Now in a leadership position, Diane works hard to cultivate these same integrated teams that inspire open, creatively diverse environments. Having entered the A&D industry during a time when women’s voices weren’t valued as they are now, she intimately understands the frustration many women go through early on in their career that might lead them to leave. At the beginning of her career, she dedicated a lot of energy toward projecting herself to be heard or noticed in settings where she was the only woman in the room. To succeed, she learned to adapt herself to the corporate culture to make her personality and voice louder. However, not all women want to, or should, change their personality like Diane did. Building cultures similar to those Diane now cultivates will go far in eliminating the need for women to modify their personas in order to succeed.

Cultures that foster interaction among all employees and model career advancements for women can encourage career longevity. Several studies highlighted by NPR[vi] and AAUW[vii] found that in addition to demanding cultures, engineering and technology firms maintain narrow promotion funnels that tend to discount the accomplishments of their female employees, who in turn fail to see viable career paths. Today, the approximately 20%[viii] of A&D leadership that is female is not enough to serve as role models for women working in the industries. In such environments, promotion depends not just on a successful track record, but also on how well a woman can overcome a negative work environment and how much of her personal life she is willing to sacrifice.

Despite the challenges women face in the A&D industry, Diane is encouraged by the number of younger women with highly technical degrees entering the A&D workforce and sees an end to the “Stalled Revolution”. With a better understanding of A&D work culture and greater resources available to address the above issues, the women joining Diane’s teams are more prepared to overcome underrepresentation, and gender stereotypes. Companies are, and have been taking, steps towards diversifying their teams as Dinte sees clients increasingly ask for more diverse panels of candidates for executive positions. However, these are only initial steps. Choosing the right people who are dedicated to implementing the necessary cultural changes that will encourage women to continue in the A&D industry is the next, and much more complex, step. The multi-pronged approaches leaders must champion through top-down, company-wide initiatives to evolve company cultures are difficult and lengthy processes, but once achieved, they offer broader talents pools that can enrich creative talent and increased innovation, individual success, and corporate growth.  These are not easy challenges for A&D organizations to address though, and the “Stalled Revolution” will most likely make multiple appearances before we achieve balanced representation, and as Diane expressed, it is a change that requires perseverance.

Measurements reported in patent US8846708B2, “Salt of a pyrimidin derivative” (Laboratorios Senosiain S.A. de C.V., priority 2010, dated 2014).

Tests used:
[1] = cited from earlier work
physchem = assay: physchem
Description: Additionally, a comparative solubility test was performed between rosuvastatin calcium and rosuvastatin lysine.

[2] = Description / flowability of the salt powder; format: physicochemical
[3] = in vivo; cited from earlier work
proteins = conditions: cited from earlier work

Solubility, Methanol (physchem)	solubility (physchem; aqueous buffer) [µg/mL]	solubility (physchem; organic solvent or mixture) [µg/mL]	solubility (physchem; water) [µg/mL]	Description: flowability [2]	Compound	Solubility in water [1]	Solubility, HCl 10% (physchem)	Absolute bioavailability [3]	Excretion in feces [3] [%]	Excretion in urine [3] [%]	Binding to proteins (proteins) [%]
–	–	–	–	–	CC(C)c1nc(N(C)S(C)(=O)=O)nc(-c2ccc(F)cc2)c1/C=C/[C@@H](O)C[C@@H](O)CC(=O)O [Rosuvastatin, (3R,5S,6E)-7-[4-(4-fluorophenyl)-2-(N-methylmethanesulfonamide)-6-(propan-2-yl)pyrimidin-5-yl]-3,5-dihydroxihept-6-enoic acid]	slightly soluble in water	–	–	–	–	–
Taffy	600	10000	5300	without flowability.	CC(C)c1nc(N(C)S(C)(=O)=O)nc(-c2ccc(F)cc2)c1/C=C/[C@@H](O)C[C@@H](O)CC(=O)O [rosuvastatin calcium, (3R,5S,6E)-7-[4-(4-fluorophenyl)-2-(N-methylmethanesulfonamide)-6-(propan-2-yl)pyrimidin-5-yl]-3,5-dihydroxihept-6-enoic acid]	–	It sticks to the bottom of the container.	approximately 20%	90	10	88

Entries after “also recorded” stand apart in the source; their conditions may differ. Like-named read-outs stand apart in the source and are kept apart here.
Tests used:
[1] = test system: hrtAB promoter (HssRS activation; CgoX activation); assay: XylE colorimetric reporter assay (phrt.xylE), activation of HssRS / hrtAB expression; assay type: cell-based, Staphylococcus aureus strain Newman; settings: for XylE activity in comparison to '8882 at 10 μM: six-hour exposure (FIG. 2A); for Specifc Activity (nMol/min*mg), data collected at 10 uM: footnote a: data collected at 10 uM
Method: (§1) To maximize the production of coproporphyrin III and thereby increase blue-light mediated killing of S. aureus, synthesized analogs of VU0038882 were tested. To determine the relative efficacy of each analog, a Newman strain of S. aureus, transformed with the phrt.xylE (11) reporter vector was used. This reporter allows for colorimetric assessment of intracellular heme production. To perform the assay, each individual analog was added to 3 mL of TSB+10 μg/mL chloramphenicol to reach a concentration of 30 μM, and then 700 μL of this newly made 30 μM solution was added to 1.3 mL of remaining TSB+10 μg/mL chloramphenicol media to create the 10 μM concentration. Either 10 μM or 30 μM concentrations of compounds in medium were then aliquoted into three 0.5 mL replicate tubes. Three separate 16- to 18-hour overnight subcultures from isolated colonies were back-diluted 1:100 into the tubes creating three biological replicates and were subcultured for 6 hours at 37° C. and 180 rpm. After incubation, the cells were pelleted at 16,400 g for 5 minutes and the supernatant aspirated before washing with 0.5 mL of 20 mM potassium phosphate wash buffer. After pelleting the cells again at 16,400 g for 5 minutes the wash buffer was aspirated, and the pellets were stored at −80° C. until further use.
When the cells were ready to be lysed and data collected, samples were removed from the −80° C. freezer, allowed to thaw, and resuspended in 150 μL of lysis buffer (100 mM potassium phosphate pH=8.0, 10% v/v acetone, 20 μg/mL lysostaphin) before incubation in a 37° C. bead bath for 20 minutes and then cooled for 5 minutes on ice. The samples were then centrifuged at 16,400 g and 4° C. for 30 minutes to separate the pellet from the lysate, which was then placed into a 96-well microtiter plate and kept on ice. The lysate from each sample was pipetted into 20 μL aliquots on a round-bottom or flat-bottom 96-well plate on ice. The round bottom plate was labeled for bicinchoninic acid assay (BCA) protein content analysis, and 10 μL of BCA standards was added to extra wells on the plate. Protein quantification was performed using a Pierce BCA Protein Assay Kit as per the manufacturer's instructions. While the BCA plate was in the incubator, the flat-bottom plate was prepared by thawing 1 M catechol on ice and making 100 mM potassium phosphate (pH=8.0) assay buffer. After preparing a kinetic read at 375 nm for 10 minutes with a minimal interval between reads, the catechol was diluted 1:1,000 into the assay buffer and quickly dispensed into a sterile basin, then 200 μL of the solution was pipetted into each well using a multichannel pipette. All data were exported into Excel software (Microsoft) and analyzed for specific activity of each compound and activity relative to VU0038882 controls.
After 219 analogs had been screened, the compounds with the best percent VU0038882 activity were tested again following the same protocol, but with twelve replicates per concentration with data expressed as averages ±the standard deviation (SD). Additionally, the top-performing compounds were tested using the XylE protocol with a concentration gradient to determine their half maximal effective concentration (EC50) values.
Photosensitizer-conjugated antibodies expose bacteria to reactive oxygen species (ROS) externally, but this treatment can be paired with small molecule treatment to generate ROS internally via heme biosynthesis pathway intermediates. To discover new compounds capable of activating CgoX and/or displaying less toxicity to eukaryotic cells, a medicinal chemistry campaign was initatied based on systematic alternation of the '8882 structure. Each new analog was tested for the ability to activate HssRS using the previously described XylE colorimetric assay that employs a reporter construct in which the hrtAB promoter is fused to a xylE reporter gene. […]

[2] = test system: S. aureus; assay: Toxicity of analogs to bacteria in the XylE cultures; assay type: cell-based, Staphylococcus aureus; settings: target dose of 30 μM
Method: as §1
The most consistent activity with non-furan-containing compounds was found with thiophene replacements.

[i] Danielle Corley and Judith Warner. “The Women’s Leadership Gap,The Center for American Progress, May 21, 2017.

[ii] Andrea Shalal-Esa. “Analysis: Women to Head 3 Top Defense Firms, But Barriers Remain,” Reuters, November 21, 2012.

[iii] Carla F. Sands. “Aviation Week Executive Intelligence Special Report,” Aerospace Industries Association, July 30, 2016.

[iv] Catherine Hill, Christianne Corbett, Andresse St. Rose, “Why so Few?: Women in Science, Technology, Engineering, and Mathematics”, (Report, National Science Foundation & American Association of University Women, 2010) 18-19,

[v] Diane Giuliani, Senior Vice President of Business Development and Strategy for Cubic Global Defense, conversation with author, September 22, 2017.

[vi] Nicole St. Fleur, “Many Women Leave Engineering, Blame the Work Culture”, National Public Radio, All Tech Considered (2014),

[vii]Catherine Hill, Christianne Corbett, Andresse St. Rose, “Why so Few?: Women in Science, Technology, Engineering, and Mathematics”, (Report, National Science Foundation & American Association of University Women, 2010),

[viii] Sands, Carla F. “Aviation Week Executive Intelligence Special Report,” Aerospace Industries Association, July 30, 2016.